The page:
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(If you like what you see, you can go to camseyeview.biz to see more of my work on video game reviews, editorials, lists, Kickstarters, developer interviews, and review/talk about animated films. If you would like, consider contributing to my Patreon at patreon.com. It would help support my work, and keeps the website up. I did get a review copy of this game, but got no financial compensation for reviewing the game. I got the code and nothing else. Thanks for checking out my work, and I hope you like this review!)

I don’t get why my slew of reviews this year have been mostly underwhelming or above-average games. Maybe I am just not reviewing or tackling the right games, when I have played some amazing games like Nier AutomataHorizon Zero Dawn, and Dragon Quest Heroes II. Maybe it’s because I was looking forward to certain games, and they ended up being disappointing. I think that is what happened with Skylar & Plux: Adventure on Clover Island. This 3D platformer was developed by Right Nice Games and Grip Digital (for PlayStation 4 and Xbox One), and was a recent release. I saw a lot of positive press about this game, and saw that it had some reviews speaking kindly about it. Unfortunately, this is one of those games that I really don’t get the positive reception for. Let’s dive in.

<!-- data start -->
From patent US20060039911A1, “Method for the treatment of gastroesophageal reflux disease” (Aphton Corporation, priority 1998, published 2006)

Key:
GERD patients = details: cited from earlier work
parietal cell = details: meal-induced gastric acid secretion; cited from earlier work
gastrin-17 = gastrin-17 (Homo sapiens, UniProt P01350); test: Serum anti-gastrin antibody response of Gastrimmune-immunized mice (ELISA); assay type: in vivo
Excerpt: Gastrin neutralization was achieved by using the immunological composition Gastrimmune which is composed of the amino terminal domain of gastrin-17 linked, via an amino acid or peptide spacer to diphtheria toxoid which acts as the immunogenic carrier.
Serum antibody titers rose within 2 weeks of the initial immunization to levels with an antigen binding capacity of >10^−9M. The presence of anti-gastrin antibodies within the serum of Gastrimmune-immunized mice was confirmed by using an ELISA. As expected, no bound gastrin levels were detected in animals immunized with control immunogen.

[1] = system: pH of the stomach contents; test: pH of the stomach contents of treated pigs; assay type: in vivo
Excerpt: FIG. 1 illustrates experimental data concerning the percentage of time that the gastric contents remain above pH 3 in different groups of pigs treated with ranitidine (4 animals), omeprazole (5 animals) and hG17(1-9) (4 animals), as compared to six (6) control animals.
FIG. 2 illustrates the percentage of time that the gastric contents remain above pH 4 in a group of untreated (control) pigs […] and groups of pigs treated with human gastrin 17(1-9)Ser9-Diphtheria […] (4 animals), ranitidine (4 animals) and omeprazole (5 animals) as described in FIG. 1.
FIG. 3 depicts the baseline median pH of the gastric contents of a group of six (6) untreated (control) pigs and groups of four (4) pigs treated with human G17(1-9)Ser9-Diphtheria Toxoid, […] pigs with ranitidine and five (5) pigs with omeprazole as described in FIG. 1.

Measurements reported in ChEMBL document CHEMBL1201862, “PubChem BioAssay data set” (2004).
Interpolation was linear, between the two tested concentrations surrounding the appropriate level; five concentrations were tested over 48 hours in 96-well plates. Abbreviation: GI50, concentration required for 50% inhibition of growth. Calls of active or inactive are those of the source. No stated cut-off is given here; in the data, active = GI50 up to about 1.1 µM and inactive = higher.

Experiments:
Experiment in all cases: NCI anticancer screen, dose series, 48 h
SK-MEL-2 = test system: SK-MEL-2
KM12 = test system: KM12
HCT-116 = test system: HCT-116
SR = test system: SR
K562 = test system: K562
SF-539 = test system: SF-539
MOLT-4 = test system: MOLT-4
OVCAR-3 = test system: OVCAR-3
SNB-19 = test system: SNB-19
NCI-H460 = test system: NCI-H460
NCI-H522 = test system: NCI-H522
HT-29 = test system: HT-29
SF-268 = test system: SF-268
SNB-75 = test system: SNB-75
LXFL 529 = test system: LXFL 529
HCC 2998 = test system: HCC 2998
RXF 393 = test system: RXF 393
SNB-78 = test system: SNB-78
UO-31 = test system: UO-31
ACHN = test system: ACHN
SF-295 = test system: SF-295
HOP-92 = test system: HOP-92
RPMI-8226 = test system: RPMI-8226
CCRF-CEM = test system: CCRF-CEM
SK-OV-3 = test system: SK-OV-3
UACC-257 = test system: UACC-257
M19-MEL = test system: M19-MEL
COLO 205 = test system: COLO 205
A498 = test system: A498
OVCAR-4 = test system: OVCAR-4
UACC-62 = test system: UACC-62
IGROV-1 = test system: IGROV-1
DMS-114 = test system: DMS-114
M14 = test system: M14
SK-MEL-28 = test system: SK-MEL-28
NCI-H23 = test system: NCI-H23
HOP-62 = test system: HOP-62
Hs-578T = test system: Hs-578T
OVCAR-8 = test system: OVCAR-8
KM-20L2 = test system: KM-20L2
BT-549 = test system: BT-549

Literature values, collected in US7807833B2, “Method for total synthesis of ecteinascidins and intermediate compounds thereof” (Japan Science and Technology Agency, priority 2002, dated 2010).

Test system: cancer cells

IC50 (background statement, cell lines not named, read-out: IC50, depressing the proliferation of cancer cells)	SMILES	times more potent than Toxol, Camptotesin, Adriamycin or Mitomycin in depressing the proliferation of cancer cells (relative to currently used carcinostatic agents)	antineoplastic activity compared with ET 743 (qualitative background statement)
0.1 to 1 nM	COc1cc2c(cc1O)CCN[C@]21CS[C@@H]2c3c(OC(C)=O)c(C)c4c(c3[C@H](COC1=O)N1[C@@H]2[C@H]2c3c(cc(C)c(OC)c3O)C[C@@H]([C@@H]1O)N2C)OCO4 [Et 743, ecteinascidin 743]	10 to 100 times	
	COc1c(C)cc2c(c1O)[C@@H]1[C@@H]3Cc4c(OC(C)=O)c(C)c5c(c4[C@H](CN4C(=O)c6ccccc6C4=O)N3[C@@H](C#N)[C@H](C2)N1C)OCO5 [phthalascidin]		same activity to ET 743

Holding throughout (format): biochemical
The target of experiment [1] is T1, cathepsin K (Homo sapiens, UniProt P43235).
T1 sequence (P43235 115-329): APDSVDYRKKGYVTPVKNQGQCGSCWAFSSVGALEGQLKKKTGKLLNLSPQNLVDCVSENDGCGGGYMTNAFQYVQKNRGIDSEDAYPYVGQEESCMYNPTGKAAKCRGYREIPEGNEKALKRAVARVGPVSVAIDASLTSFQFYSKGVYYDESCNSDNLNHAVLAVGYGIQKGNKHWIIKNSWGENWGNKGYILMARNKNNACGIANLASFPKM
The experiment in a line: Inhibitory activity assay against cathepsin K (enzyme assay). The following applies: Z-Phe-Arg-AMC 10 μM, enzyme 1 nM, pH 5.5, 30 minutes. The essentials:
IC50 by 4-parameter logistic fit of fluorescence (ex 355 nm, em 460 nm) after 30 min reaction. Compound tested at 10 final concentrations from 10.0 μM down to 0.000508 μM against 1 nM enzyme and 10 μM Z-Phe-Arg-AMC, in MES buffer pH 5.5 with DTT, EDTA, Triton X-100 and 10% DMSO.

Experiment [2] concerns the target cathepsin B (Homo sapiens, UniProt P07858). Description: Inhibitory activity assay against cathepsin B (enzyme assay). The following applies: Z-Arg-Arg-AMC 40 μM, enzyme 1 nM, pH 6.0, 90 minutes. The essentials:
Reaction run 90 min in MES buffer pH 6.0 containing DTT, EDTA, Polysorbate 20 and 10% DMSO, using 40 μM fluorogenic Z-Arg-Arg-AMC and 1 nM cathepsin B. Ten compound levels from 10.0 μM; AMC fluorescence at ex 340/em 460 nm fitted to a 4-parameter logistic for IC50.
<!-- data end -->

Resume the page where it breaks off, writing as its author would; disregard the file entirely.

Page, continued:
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The story revolves around a humanoid cat named Skylar. She was captured by the game’s main villain, and was given a heavy robotic arm. She, of course, escapes to a planet below, which the big bad antagonist has taken over. Skylar meets up with a small bird named Plux, and the two decide to help the planet and stop the evil force from taking it over. I have way too many comments to talk about the story at this point, so please make sure to read the criticisms side of my review.